I began facing the five realms of God a long, long time ago. I was “told” that the five were obedience, surrender, discipline, acceptance, and grace. Obedience, for me, was, to use a catch phrase, a no-brainer. It just came naturally. And, as I studied it in reality, it became something of a lark. To learn to relax enough to trust the universe/God in allowing my life to be lead. My own catch phrase for the experience became, when you don’t know where you are going, look down. Your feet will always lead the way.
Not that obedience to God was either easy or pleasant, necessarily. But I found, as I would, that getting through the challenges of trusting God was much more than half the fun. (My mother used to say about me that my problem was that I always had to be challenged. I have to say, if God is anything, he’s challenging.)
I learned that the key to obedience is willingness. I learned that it wasn’t getting to the goal that mattered, more it was the willingness to keep one’s head in the strong oncoming wind, and to never give up.
To never give up. That is quite a skill to learn in one’s life.
Surrender is the realm in which we find pain and suffering. An apt topic for Lent, to be sure, but, for me this isn’t the time for it. The key to surrender, defined as when God gives you something that you do not want to accept but have no choice but to accept it, is, blindingly obviously, faith. The gripping onto the mast of your fast sinking boat, knowing that the harder you grip, the more likely you are that you will get out alive.
I guess you could call faith the art of never letting go of God.
Never give up. Never let go.
But then I came to the time wherein I was to study discipline. I was “told” that I knew nothing about discipline. Absolutely nothing.
So, my great organizational skill didn’t count for discipline?
How about my never giving up or letting go?
My ability to play the piano?
Harrumph. It felt like I was assigned the job of sorting out the brown M & Ms from the bowl of M & Ms, but I had no M & Ms to sort. Or money to buy any. Or anywhere to buy them.
How exactly was I to study something for which I had no thread to pull to begin the unraveling of knowledge?
So I started to dig. And dig. And dig. You get the gist. If anything I acquired the discipline (well, more the habit) of scratching my head and feeling like I was digging myself to nowhere.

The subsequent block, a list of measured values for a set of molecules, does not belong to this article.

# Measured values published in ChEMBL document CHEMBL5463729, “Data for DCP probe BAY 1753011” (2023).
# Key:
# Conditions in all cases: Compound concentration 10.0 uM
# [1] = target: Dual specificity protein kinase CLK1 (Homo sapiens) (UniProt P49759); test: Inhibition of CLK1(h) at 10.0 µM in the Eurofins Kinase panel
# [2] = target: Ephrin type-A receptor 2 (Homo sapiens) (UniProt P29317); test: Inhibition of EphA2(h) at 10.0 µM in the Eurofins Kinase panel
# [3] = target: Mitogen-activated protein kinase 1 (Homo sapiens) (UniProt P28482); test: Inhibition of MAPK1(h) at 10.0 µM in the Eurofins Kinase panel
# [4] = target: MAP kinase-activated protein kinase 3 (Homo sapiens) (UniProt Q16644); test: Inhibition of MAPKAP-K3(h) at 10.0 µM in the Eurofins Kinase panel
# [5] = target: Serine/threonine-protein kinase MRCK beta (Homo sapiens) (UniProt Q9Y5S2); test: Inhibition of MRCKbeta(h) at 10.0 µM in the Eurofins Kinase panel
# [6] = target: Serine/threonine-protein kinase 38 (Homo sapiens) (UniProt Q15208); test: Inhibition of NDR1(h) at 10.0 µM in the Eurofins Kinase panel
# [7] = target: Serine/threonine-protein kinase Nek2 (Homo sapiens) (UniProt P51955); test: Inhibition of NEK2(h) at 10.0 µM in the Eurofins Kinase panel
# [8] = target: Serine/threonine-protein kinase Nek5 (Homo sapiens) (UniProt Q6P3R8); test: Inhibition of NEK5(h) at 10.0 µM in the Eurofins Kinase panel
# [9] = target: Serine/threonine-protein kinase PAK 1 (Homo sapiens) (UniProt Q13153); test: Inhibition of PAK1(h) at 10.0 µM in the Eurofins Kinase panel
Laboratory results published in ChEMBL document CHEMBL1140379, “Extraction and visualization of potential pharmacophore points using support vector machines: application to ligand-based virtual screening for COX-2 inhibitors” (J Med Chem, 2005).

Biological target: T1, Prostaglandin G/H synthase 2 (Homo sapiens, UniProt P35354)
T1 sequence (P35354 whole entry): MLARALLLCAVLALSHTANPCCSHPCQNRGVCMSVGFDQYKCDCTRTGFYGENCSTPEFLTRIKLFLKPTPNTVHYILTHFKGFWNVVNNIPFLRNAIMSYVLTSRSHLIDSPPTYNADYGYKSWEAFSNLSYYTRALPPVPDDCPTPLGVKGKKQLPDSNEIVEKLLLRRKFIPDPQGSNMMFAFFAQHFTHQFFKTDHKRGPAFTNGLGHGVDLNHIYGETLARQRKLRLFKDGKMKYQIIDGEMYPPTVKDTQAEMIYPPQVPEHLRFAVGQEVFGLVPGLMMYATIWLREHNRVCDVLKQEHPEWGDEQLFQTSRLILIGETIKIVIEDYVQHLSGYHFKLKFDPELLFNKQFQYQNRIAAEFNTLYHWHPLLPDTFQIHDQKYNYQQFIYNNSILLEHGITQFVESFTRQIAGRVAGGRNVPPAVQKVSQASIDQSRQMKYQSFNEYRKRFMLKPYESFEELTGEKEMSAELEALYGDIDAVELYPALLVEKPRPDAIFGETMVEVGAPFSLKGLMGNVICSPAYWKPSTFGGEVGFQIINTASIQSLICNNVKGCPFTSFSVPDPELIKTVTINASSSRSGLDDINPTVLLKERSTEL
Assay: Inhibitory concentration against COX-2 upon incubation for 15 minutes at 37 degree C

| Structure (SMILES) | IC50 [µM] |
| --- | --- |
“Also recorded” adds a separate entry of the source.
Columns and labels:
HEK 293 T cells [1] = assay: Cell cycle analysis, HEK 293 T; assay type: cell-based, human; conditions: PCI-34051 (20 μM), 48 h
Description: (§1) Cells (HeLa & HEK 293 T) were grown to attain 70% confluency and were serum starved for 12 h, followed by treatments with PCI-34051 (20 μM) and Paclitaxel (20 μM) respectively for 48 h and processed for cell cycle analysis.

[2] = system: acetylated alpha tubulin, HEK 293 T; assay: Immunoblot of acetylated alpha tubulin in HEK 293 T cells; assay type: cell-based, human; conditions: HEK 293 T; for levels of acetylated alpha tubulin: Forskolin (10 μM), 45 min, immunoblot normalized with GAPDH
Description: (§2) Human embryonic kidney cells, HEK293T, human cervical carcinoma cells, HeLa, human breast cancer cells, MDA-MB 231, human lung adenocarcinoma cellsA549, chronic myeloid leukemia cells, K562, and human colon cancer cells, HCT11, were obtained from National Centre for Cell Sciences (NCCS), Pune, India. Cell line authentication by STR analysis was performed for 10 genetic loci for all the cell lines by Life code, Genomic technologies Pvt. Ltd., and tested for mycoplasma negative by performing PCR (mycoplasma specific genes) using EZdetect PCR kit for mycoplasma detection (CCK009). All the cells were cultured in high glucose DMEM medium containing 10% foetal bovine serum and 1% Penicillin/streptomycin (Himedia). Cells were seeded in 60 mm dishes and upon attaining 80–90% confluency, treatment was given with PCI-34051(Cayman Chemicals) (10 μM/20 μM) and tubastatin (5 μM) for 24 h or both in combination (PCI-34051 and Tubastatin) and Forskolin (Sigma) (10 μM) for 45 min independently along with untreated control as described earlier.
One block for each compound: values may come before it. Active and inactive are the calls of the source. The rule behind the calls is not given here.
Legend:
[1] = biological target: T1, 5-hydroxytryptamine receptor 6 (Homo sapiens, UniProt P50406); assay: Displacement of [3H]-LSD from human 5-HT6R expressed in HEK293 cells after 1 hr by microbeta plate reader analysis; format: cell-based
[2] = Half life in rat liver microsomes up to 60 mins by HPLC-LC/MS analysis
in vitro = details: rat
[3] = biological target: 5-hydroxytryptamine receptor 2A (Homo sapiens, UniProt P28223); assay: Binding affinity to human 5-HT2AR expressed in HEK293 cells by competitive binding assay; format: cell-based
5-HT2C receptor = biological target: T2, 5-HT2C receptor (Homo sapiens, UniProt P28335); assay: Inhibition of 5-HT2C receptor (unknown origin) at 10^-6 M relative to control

So I thought I would be logical and look at scripture. And immediately I found the word, disciple.
Ah ha. A breakthrough.
In God, discipline was all about following. A disciple is one who follows. All my ideas of Army recruits or monks praying fell away. For me, the idea of discipline had all to do with hard routines, strict obedience, and exhaustion.
But, yet again, I came across the infinite gentleness of God. The heart of God.
When you are a disciple, you follow your leader the best you can. In God, discipline was about commitment. Staying true. Staying fast.
Never give up. Never let go. Stay true.
Was that it? Because if that was it, that was pretty easy to get.
Commitment was not the key to discipline.
Over the years, I learned that the multitude of concepts that I came up with were never the key to discipline.
And so it went. My tripping over these concepts just made me feel that I would never get through this study. If I didn’t find the key to discipline, how would I ever understand discipline? And wasn’t me understanding the concept the whole point of the study?
CAN I HAVE SOME HELP HERE?
Sometimes I have found that turning my back on something is really what I need to get the best view of it. So I stopped trying so hard. In essence, I gave up. I took a nap.
But, then, one day, falling out of my virtual hammock, I came face-to-face with the essence of discipline: it is love. The attachment between disciple and master. A man’s devotion to God.
We follow because we love. We can remain committed because we love. We can overcome the hurdles of following because we love.
We can do the best we can because we love.
But the concept of love is not that simple. Just the opposite, in fact. There are, I learned, three expressions of love.
1. You love others.
2. You support others in loving one another.
3. You allow others to love you.
Ah. Discipline is not as easy as defining it as completing exercises and getting up before dawn to pray. In fact, discipline may be the hardest thing to perfect.
Because in love, we are weak. It is, I think, where our weakness lies. For some, it is hard to love others. For some, it is hard to witness the love between those around us. And for some, it is hard to have others show us their love for us.
There are always excuses. Good reasons for it. Hatred and anger are sometimes considered more comfortable blankets to wrap our sanity in.
We may be very strong in one expression and completely disabled in another. Jealousy may be the pillow we rest our heads on at night. Shame may be the shield we hold up when someone sends us roses.
So, love, then, is our true discipline. It is the reason we follow Jesus Christ. It is the goal of prayer and meditation, of service and sacrifice, of never giving up and never letting go.
Never give up. Never let go. And love.